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Sensors working overtime

17 Jun 2002

Living in the ominous shadow of Mount Vesuvius, the citizens of Naples know all about volcanoes. Michael Hatcher reports from the southern Italian city on the development of optical sensors that could help to predict future eruptions and possibly even earthquakes.

Volcanologists would benefit hugely from the continuous monitoring of the physical processes occurring in volcanic regions. However, suitably reliable equipment to measure effects such as changing gas compositions has never been available. As a result, monitoring has generally been limited to intermittent field campaigns. Now, with a new generation of optical sensing components emerging, continuous monitoring is becoming a realistic possibility.

That should be good news for people living in and near Naples, because it's not a question of if Vesuvius next erupts but rather when. The next time Vesuvius explodes angrily, Naples will be buried like Pompeii and Herculaneum in AD 79. So Bacoli, a town sitting inside an ancient volcanic crater just west of Naples, was an appropriate setting for optics specialists and volcanologists to meet and discuss ideas at the first international workshop on optical methods in Earth sciences (OMES).The gases that volcanoes spew into the atmosphere are an indication of the processes that are going on deep inside the Earth. Changes in these gas compositions, or an increase in the concentration of an unusual isotope, can, in theory, herald a forthcoming eruption. Unfortunately, however, the chances of the gaseous changes being picked up are very limited because there is no continuous monitoring of volcanoes. Gas measurements are typically made using techniques that require somebody to go out and take a sample of gas from the crater under observation.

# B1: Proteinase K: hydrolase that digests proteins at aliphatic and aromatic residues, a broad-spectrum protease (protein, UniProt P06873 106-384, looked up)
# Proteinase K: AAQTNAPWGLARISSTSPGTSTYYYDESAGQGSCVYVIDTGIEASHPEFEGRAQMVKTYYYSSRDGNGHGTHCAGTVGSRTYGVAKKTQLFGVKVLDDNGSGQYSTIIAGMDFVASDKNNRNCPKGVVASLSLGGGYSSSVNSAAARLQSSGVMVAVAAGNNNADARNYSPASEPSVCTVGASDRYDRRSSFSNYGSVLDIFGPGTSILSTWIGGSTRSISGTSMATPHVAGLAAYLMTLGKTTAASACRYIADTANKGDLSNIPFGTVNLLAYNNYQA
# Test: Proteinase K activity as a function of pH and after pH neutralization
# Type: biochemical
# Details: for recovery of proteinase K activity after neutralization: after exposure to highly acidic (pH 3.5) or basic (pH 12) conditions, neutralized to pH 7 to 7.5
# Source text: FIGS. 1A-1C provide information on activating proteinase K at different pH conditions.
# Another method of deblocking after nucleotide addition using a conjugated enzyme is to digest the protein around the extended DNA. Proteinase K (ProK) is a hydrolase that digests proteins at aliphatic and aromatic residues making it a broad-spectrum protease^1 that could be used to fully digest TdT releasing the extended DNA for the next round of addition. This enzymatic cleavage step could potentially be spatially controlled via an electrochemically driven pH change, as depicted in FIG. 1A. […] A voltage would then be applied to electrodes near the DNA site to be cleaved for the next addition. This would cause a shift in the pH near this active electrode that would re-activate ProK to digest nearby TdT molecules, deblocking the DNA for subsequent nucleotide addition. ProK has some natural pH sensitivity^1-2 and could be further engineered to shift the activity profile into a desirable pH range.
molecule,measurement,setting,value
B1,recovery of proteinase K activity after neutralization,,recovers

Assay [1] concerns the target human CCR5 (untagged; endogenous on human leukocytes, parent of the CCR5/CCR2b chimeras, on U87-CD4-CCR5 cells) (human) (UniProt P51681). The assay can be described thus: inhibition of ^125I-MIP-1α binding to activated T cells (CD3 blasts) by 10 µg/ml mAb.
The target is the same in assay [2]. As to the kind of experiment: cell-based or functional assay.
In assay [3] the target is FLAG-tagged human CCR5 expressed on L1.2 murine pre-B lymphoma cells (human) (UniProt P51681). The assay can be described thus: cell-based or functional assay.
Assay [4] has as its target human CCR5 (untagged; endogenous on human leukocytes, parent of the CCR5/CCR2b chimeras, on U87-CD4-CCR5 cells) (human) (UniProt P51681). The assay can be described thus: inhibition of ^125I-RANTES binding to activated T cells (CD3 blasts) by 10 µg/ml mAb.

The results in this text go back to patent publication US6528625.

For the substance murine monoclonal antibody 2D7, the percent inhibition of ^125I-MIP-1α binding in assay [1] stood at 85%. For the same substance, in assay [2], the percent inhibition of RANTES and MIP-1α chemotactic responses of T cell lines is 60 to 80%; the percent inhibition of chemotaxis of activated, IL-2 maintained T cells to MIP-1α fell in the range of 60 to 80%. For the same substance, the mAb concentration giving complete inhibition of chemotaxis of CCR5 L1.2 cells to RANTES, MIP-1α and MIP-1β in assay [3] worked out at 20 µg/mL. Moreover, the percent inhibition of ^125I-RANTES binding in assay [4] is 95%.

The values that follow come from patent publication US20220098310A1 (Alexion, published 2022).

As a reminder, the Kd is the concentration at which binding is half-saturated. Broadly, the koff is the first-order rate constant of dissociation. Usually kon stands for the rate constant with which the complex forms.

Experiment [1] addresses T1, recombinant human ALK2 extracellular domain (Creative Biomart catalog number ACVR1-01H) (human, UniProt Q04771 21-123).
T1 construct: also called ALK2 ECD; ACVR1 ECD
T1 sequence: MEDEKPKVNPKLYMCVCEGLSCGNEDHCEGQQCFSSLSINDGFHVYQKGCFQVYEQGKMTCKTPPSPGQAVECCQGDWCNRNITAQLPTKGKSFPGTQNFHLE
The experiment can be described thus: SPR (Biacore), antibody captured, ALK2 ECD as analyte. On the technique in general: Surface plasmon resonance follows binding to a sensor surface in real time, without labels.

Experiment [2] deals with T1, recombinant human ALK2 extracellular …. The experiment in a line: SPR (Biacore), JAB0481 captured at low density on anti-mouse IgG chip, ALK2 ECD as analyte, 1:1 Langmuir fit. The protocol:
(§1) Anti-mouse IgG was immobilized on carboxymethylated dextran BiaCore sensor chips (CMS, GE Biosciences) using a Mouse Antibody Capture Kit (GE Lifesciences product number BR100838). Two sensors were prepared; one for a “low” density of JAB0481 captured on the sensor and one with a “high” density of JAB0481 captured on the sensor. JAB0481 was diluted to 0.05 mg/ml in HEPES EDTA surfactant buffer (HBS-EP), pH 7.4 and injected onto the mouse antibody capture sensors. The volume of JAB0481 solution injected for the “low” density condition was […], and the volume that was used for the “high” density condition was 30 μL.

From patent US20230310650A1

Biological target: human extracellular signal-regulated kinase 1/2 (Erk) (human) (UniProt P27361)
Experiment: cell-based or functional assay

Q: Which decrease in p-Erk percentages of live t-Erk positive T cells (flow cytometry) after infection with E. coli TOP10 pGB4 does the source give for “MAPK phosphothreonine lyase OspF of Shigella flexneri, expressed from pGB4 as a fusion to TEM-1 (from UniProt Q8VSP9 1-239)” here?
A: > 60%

Dario Tedesco, a geochemist from Naples' second university, summed this up: "Continuous monitoring is the future," he said in his OMES paper. According to Tedesco, when an eruption is on the cards, unusual isotopes of gases typically found deep inside the Earth start to appear in higher concentrations up on the surface. For example, helium-3 comes directly from the mantle.

Earthquake prediction might also be possible - measurements made by researchers in Japan showed that, before the 1995 Kobe earthquake, there was an increase in chloride ion concentration in the groundwater.

The development of a variety of optical sensing techniques is now making the continuous monitoring of volcanoes and seismic areas a more serious option. Methods with potential for continuous monitoring that were discussed in Bacoli included diode spectroscopy techniques, in situ evanescent-field fibre sensors, quantum cascade lasers and fibre Bragg grating sensors to monitor seismic movements.